Interestingly, even the BJP has realized that in Punjab, anti-Pakistan rhetoric will not sell. In this context, the candidate from the Amritsar seat, a senior BJP leader and former Minister Arun Jaitley who is likely to occupy an important position if the BJP were voted to power has promised to work for improving trade ties between both countries.

In the border belt of Rajasthan as well, vitriol vis-à-vis Pakistan does not find much resonance. A clear illustration of this is the campaign in the Barmer Parliamentary Seat. Jaswant Singh, a former BJP Leader who served as Defence, Foreign and Finance Minister, and is fighting as an independent this time has made opening up of the Munabao (Rajasthan) – Khokhrapar (Sindh) route for trade an important poll issue.

A train service, ‘Thar Express,’ between Munabao-Khokhrapar was resumed in 2006. The service had been stopped after the 1965 war. Singh as a Minister in the BJP Government had pitched hard for the revival of the train link. During his election campaign, he also spoke about the need for increasing the frequency of the train service.

If Modi does become PM, it remains to be seen how he balances out his muscular policy with the demands of border states for more harmonious ties with Pakistan. Having been a Chief Minister, and being pro-business there is a strong chance that Modi will adopt a pragmatic line, incorporating both elements.

Posted in , Elections, India, India-Pakistan Relations, Pakistan, Politics, Trade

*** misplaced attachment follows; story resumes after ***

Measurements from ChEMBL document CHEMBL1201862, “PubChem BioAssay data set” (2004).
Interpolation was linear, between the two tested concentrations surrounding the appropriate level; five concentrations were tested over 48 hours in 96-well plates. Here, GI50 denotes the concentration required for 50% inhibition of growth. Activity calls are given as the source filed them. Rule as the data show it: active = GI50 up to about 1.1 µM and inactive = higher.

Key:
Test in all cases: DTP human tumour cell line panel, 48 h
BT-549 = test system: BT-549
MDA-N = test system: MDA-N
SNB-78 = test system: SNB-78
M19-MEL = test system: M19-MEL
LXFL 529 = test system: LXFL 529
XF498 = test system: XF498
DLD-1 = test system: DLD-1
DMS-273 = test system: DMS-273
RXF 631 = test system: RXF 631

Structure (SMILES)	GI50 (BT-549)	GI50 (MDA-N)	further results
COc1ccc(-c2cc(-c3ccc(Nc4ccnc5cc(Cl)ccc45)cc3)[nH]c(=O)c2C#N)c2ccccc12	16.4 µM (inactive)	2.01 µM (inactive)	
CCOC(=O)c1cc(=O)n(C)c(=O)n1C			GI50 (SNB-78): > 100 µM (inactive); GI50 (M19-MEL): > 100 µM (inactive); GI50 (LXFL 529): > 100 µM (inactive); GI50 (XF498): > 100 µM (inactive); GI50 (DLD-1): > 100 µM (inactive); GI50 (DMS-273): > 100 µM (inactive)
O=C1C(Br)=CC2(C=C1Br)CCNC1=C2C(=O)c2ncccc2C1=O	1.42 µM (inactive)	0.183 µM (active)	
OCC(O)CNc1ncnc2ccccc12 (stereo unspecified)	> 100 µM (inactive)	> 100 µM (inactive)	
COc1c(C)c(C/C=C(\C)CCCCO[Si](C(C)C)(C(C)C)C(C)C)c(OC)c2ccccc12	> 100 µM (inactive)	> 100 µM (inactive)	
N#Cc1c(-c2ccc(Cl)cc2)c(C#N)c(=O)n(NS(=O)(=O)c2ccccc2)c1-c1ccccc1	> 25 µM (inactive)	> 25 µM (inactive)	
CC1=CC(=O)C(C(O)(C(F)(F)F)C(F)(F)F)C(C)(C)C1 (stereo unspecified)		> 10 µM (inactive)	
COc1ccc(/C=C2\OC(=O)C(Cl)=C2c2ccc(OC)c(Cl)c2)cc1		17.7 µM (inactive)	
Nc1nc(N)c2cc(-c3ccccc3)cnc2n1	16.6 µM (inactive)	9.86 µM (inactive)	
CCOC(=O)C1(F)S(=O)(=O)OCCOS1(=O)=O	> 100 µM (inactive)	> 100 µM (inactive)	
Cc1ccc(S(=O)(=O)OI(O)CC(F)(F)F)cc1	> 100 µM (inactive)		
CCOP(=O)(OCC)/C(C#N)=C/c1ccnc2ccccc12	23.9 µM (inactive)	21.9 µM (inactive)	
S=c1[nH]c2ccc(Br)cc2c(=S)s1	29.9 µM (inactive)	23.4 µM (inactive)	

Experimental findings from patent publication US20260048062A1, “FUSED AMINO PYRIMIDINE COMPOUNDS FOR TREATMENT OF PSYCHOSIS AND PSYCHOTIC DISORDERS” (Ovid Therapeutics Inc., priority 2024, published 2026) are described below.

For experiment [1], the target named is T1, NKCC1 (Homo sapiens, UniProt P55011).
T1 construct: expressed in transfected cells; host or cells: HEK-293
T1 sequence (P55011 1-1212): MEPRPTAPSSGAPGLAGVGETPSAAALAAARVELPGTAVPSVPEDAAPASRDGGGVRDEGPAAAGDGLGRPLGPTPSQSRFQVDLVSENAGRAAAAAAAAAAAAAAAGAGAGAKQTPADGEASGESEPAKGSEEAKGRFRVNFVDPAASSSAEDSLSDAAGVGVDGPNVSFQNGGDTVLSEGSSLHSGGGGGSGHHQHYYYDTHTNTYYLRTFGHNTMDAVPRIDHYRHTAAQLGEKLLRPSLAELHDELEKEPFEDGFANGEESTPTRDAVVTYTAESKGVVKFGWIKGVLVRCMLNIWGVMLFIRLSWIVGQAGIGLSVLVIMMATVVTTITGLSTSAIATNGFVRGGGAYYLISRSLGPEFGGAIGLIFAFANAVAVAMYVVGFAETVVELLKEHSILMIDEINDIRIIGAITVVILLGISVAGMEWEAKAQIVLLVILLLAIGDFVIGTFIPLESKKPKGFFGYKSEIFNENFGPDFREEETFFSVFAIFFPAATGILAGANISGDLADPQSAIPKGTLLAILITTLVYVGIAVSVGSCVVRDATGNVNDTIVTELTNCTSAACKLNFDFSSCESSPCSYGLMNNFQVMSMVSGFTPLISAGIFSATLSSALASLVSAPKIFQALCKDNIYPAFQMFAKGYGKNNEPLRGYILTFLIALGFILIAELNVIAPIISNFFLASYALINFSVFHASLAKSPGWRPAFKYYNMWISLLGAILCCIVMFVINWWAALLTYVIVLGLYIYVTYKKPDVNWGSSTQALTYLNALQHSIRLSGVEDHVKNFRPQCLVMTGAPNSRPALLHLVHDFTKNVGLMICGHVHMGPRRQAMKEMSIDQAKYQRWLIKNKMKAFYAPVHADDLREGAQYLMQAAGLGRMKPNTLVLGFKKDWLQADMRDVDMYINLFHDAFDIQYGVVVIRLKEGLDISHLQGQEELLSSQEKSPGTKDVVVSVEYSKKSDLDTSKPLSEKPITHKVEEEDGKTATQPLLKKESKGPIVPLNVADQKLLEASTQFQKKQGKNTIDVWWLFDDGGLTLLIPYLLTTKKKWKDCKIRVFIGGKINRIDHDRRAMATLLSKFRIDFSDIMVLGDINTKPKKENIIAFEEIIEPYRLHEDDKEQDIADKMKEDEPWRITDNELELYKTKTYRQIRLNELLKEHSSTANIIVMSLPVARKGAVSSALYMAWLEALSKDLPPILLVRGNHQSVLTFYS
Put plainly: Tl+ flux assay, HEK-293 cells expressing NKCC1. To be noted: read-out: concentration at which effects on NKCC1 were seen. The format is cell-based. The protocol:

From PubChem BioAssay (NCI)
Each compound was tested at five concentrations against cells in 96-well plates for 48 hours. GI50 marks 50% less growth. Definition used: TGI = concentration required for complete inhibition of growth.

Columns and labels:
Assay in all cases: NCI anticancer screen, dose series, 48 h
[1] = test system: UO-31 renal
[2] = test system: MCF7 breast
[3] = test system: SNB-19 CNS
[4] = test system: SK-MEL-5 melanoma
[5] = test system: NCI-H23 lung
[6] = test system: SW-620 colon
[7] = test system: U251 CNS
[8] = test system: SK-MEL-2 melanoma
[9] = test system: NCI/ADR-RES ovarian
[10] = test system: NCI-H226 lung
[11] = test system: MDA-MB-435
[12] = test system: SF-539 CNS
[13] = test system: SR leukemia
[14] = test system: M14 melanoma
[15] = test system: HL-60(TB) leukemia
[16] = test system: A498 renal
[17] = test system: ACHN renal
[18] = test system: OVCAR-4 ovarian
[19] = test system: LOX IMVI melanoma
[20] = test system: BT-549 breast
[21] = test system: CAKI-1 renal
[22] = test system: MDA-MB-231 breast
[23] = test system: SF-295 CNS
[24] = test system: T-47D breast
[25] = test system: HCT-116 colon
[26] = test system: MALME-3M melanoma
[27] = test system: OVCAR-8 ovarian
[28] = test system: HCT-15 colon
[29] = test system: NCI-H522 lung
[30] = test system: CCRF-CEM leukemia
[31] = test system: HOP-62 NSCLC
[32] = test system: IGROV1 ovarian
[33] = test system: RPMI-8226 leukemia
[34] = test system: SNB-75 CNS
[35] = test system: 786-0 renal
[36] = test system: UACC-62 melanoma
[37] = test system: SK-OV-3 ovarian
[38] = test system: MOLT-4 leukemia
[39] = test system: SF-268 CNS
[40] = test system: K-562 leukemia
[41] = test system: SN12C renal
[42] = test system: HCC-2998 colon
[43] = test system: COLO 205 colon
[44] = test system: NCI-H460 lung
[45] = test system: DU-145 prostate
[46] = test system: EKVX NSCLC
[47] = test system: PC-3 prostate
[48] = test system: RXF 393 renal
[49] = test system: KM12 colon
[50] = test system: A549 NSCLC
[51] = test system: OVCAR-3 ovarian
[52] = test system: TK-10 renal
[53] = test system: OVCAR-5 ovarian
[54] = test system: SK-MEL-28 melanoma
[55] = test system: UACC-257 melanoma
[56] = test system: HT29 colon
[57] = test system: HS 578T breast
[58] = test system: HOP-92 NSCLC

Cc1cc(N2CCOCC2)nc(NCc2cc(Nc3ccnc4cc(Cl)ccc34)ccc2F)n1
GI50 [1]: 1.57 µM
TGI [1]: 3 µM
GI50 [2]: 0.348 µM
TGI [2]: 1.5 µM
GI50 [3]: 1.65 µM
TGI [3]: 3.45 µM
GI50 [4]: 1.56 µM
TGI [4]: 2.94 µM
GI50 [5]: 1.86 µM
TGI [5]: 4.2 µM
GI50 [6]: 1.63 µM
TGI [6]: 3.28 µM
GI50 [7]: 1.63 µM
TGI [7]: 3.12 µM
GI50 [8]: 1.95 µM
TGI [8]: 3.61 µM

Tridivesh Singh Maini

Tridivesh Singh Maini

Tridivesh Singh Maini is a New Delhi based Policy Analyst. He is a senior research associate with The Jindal School of International Affairs, OP Jindal Global University, Sonepat, Haryana. He is a former SAV Visiting Fellow (Winter 2016). He was also an Asia Society India-Pakistan Regional Young Leaders Initiative (IPRYLI) Fellow (2013-2014), and a Public Policy Scholar with The Hindu Centre for Politics and Public Policy, Chennai (November 2013-March 2014). His research interests include Indo-Pak relations, the role of border states in India's foreign policy and the New Silk Road. Maini is a regular contributor for The Millenium Post (New Delhi), The News (Lahore), The Friday Times (Lahore), The Global Times (Beijing) and The Diplomat. Maini has worked earlier with The Observer Research Foundation, New Delhi, the Institute of South Asian Studies, Singapore; and The Indian Express, New Delhi. While working with The Indian Express, Maini wrote a weekly column, 'Printline Pakistan'. He authored ‘South Asian Cooperation and the Role of the Punjabs’, and co-authored ‘Humanity Amidst Insanity: Hope During and After the Indo-Pak Partition’ with Tahir Malik and Ali Farooq Malik. Maini is also one of the editors of ‘Warriors after War: Indian and Pakistani Retired Military Leaders Reflect on Relations between the Two countries, Past Present and Future’, published by Peter Lang (2011).